With their sharp uniforms, orderly movements, and renowned punctuality, Japanese train conductors and station workers have cultivated a reputation for precision, professionalism and customer service. More than just public transport staff, they uphold time-honored protocols, enforce social etiquette, and add a touch of hospitality to one’s journey.
Here are 10 topics that you might find fascinating or interesting about Japanese train conductors or train station workers:
The Art of “Shisa Kanko”
The synchronized gestures Japanese conductors use to point at charts and call out station stops choreograph each step of the trip. This safety protocol, called “shisa kanko,” reduces errors by reinforcing tasks visually and audibly.
Subway Pushers “Oshiya”
During rush hour, trained platform staff help squeeze passengers into crowded trains by pushing them in from behind or pulling their bags. This measure maximizes capacity and prevents delays.
Many conductors and station workers wear pristine white gloves to symbolize cleanliness and enhance their professional appearance when interacting with customers and luggage.
Train Fan Culture
A devoted collector subculture documents and preserves train history. Fans engage in photography, recording trips, compiling memorabilia and even riding on special vintage trains. If you’re lucky, you might even be able to request commemorative cards from conductors.
Catchy jingles play before train departures, with distinct tunes indicating direction, train type or the mood of the station. These audio cues add atmosphere.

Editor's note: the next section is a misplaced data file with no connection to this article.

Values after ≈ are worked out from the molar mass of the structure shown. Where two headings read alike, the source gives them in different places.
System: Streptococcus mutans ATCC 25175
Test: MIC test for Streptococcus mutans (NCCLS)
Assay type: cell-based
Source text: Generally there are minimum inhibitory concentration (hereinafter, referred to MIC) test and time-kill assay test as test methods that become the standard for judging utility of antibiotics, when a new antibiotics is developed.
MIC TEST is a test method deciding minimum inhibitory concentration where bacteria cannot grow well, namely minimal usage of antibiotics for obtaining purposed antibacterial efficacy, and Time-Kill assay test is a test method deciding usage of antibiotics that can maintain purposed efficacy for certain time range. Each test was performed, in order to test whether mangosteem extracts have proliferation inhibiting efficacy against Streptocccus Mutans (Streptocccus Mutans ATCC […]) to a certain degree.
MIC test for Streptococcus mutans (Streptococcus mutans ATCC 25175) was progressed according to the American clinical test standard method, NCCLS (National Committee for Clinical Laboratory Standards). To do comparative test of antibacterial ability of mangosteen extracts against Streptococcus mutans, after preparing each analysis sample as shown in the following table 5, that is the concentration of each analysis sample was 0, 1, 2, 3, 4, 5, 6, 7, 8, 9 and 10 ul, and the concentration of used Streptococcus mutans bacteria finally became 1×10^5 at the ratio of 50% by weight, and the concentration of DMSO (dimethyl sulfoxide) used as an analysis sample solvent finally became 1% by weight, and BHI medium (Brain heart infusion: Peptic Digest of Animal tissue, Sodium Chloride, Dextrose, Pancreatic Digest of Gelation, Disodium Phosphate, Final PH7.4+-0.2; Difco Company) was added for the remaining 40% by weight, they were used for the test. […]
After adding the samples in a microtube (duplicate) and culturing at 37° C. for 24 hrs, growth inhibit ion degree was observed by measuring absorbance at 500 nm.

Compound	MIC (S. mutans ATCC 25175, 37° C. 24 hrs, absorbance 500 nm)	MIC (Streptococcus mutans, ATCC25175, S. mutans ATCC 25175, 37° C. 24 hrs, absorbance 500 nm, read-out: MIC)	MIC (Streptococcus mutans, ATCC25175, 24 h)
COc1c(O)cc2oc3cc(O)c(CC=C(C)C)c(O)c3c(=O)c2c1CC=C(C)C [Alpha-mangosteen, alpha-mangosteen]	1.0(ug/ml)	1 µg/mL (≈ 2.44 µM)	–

Japanese trains are famed for their punctuality, arriving within seconds of the schedule. Delays are rare, often requiring a public apology. This precision reflects conductors’ meticulous safety checks and protocols.
Special women-only carriages marked with signs and pink doors aim to prevent groping of female passengers during peak times. Staff enforce the rules or monitor these safe spaces via security cameras.
Notices and reminders encourage passengers to follow etiquette rules like not talking loudly, not eating or drinking, giving up seats for those in need and generally being considerate of others.
Colorful boxed meals featuring local dishes are sold at train stations and on trains. These bento boxes called “ekiben” let travelers sample regional flavors.
Themed cafes at transportation hubs cater to train enthusiasts. Beyond refreshments, they offer memorabilia displays, models and train-inspired decor for customers to appreciate while awaiting departures.